Indeed, Rousseau, along with DR Gregory, have participated and contributed to the subservience of women. As the works of these authors were widely read, they are true glimpses of the 18th century society. To show the geographical extend of the unjust condition of women, this example is one regarding the Islam religion, from the footnotes on page 19: '"'Islam did not allow women to go to heaven and denied them souls'"'. Women were treated unjustly by their male counterparts throughout the globe. This aspect of male authority over women greatly affected them, notably destroying proper maternal instincts, robbing them from the most sincere and enjoyable responsibility in a women"'"s life. The subjection of women to male authority under the marriage contract, led Wollstonecraft to question women"'"s maternity instinct! From their childhood, women were told that obedience and softness of temper were prerequisites to finding a husband (19). Despite changes in the civil society such as the emergence of natural rights, scientific principles and philosophical thoughts, marriage remained, for women, the required path to community acceptance. Therefore, women complied; marriage was for women the only solution to rise in the world (Wollstonecraft 10). ...read more.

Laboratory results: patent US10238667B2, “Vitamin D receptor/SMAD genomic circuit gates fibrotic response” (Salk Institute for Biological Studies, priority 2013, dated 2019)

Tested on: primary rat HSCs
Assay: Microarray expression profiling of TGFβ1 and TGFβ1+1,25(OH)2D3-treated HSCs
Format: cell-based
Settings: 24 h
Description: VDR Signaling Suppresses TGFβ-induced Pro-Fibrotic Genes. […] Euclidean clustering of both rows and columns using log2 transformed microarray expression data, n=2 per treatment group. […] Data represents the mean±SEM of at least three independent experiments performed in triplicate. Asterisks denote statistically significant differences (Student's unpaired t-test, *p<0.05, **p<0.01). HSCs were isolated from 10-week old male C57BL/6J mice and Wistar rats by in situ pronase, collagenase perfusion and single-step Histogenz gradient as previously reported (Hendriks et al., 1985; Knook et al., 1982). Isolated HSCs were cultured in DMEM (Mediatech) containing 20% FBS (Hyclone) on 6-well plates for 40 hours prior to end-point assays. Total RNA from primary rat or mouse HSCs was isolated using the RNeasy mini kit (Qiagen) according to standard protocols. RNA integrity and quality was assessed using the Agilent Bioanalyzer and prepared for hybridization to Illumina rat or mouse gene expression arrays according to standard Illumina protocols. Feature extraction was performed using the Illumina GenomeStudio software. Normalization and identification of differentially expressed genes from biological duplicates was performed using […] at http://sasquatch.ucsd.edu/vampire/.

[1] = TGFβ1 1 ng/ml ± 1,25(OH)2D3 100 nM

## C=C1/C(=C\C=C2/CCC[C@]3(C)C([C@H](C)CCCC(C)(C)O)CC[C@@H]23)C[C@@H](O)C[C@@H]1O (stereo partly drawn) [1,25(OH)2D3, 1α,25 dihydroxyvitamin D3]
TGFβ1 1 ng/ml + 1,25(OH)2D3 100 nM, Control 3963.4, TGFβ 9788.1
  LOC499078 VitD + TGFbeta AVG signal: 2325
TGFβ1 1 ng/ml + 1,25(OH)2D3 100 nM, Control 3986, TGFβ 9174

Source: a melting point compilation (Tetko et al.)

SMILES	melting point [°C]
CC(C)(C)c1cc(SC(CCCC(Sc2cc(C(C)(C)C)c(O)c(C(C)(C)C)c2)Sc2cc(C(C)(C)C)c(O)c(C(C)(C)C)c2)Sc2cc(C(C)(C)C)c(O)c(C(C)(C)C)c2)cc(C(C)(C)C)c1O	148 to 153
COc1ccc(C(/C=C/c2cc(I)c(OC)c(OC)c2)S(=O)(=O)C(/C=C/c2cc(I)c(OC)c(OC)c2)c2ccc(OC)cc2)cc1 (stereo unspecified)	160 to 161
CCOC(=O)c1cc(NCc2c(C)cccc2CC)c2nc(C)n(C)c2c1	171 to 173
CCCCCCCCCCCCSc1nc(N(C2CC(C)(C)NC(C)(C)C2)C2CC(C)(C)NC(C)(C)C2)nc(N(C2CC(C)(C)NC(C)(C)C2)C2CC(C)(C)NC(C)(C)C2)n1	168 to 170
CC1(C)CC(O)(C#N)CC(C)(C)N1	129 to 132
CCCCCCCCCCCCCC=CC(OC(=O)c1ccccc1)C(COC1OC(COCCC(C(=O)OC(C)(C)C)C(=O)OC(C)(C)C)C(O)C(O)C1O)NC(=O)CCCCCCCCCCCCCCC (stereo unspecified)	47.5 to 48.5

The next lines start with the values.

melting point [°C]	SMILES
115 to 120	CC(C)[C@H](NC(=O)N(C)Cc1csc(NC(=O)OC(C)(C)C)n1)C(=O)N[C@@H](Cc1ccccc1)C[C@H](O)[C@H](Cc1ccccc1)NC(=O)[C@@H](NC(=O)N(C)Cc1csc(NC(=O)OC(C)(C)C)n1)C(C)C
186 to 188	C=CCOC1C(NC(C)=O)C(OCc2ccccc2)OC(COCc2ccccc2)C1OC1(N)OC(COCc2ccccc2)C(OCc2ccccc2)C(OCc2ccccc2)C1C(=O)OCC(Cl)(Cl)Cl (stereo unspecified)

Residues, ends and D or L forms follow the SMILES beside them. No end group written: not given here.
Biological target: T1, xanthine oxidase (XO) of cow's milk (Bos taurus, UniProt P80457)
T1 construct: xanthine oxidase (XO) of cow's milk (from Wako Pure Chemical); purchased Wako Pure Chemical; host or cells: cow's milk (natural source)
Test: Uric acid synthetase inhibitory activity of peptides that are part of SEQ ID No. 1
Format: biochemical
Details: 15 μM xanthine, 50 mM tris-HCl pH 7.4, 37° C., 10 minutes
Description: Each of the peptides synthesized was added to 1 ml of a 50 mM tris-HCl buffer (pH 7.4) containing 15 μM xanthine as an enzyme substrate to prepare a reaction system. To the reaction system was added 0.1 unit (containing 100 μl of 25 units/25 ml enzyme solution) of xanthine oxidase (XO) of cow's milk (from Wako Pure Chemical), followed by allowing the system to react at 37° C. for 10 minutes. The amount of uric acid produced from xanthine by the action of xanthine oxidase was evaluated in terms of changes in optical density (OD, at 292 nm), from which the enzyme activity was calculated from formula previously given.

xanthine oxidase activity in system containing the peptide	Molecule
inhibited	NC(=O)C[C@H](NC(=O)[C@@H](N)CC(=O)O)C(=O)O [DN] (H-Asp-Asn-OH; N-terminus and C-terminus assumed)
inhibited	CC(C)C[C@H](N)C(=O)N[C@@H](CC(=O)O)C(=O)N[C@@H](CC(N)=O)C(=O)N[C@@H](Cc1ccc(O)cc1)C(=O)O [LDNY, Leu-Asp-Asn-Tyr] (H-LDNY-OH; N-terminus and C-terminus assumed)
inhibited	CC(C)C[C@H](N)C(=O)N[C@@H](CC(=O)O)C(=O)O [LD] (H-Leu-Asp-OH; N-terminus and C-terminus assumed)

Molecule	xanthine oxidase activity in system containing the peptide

Conclusion